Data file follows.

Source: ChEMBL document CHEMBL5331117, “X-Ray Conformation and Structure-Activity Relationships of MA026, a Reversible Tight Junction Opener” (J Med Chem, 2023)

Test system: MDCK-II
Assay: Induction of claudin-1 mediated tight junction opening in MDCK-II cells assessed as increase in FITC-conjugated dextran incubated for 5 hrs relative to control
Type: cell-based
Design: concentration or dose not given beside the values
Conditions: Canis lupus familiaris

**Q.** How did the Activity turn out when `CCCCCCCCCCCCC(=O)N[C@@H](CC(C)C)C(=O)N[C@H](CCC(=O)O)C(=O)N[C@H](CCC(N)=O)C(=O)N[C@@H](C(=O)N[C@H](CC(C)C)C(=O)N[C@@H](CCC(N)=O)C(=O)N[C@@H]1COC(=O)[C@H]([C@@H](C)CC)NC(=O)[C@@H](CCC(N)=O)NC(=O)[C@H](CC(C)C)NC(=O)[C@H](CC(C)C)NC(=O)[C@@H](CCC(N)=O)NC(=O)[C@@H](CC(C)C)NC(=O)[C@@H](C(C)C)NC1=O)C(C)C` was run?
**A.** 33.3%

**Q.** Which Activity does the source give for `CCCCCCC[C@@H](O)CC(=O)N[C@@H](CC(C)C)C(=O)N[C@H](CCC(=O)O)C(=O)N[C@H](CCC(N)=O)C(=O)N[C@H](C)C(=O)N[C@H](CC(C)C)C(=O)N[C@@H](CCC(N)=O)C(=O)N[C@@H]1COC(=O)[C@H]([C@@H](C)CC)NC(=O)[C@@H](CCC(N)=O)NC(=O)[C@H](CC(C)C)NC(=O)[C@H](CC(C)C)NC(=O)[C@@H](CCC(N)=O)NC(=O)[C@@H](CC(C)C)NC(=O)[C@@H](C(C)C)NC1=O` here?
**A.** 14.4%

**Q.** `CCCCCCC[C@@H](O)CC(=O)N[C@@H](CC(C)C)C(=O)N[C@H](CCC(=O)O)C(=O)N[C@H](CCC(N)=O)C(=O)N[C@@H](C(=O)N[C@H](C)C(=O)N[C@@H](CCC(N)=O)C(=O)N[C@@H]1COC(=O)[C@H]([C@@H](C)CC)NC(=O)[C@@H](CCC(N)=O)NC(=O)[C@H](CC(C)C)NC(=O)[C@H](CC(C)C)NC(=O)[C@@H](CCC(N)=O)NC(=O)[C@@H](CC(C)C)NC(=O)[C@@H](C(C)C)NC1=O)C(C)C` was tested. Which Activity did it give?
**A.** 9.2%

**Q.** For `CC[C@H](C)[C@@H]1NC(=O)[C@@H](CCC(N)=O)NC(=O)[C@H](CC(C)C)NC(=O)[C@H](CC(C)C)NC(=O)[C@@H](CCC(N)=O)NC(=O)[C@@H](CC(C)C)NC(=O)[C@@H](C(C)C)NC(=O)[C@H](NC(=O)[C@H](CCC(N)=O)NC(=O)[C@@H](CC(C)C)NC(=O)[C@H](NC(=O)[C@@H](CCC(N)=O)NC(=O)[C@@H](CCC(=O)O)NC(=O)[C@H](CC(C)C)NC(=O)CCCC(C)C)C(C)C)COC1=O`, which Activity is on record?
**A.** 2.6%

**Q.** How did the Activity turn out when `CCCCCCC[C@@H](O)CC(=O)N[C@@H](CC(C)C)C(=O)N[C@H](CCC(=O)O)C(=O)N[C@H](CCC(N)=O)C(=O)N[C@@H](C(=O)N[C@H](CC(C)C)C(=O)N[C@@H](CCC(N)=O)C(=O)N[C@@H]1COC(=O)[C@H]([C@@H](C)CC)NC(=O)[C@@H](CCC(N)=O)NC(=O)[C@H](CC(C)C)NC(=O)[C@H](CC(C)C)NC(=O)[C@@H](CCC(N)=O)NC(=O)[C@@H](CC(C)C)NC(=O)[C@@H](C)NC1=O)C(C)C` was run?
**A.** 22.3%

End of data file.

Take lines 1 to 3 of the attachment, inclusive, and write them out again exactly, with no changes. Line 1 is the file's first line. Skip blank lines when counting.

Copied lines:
Source: ChEMBL document CHEMBL5331117, “X-Ray Conformation and Structure-Activity Relationships of MA026, a Reversible Tight Junction Opener” (J Med Chem, 2023)

Test system: MDCK-II
Assay: Induction of claudin-1 mediated tight junction opening in MDCK-II cells assessed as increase in FITC-conjugated dextran incubated for 5 hrs relative to control